Chicago School Needs To Stop Implying That Girls In Leggings Distract Boys

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shutterstock_155772674__1395245829_142.196.167.223A Chicago school doesn’t have any rules against wearing leggings but girls keep getting called out for doing just that. Some parents feel certain students are getting unnecessarily picked on, and it’s tantamount to body-shaming. I agree.

The Haven Middle School dress code only bans leggings when worn under short shorts or short skirts. Basically, short shorts and skirts are not allowed, including when they are worn with leggings underneath. The dress code does mention “school administrators may restrict the wearing of clothes or adornments that may be distracting to the educational process and environment,” and this is what some adults have a problem with. One teacher from an adjoining district thinks the focus is in the wrong place, believing teachers should worry less about how girls dress and more about how boys act and respond in their presence. From The Chicago Tribune:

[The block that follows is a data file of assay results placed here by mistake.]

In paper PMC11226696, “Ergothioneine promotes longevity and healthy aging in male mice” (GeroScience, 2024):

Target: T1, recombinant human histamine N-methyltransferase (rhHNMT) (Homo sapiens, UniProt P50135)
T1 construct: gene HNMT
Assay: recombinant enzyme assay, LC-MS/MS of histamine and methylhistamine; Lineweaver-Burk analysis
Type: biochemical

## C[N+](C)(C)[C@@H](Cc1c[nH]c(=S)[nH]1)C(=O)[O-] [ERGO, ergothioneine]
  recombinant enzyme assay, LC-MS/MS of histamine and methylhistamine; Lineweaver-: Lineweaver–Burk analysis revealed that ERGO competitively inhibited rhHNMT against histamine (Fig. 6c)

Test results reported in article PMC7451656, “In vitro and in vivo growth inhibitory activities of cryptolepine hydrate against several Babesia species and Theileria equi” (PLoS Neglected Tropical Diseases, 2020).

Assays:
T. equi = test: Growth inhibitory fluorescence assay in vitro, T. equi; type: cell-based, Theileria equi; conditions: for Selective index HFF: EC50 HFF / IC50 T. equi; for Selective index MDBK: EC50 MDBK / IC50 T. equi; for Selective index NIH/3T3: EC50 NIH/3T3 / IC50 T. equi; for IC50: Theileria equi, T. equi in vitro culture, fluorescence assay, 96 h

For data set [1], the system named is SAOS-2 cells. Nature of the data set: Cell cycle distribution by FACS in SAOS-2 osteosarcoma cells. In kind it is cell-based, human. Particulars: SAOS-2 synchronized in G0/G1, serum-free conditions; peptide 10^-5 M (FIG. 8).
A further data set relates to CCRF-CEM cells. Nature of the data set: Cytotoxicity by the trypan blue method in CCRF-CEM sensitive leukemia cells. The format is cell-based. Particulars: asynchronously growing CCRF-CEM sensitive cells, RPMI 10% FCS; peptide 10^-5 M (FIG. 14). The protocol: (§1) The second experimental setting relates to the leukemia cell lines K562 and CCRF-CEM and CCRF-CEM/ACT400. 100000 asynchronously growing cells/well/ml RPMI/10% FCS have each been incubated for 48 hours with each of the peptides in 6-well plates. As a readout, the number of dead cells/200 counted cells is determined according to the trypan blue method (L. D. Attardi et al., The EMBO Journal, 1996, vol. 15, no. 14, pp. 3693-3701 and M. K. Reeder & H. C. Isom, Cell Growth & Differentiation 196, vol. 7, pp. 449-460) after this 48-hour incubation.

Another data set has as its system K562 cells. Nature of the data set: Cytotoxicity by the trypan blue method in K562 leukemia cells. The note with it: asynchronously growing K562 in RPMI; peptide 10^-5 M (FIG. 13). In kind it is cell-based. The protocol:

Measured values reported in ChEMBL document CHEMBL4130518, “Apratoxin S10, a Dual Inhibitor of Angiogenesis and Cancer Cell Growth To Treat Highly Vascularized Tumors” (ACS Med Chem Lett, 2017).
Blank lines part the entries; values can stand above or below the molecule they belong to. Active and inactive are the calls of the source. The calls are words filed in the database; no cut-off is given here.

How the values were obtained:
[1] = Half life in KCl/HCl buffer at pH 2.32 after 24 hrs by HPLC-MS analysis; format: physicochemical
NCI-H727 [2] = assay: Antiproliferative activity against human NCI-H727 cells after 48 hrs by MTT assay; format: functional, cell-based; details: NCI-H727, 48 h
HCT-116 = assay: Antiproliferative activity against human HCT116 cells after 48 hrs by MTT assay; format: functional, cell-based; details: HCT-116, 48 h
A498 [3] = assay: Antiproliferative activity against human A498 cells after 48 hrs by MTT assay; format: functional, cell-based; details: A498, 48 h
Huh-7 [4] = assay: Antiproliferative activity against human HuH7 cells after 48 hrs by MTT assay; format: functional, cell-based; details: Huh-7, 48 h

“It brings up the issue, why is this a policy at all?

There are appropriate ways to behave and act, including in school, and it’s not about telling the girls what not to wear because the boys will get too excited,” said Kevin Bond, a high school teacher in another district. “That’s an easy way out.”

Agreed. Why are we teaching girls and boys from a young age that the clothes you wear are responsible for the ways people react to you? We should be teaching young girls to be comfortable with their changing bodies – not ashamed to wear clothes that aren’t inappropriate. Something tells me that a rail-thin girl in leggings would not get the same reaction as one with big hips or a big butt. Is that fair? And is it okay to basically send the message that girls need to cover themselves, not that boys need to learn to act with respect?

Maybe the school could get around all of this by telling students they need to wear longer shirts with leggings? It just all seems so arbitrary right now. A spokesman for the school district said, “We certainly don’t want any students feeling they are being picked on or called out.” So make the rules clear, and stop doing just that.

(photo: Sam72/ Shutterstock)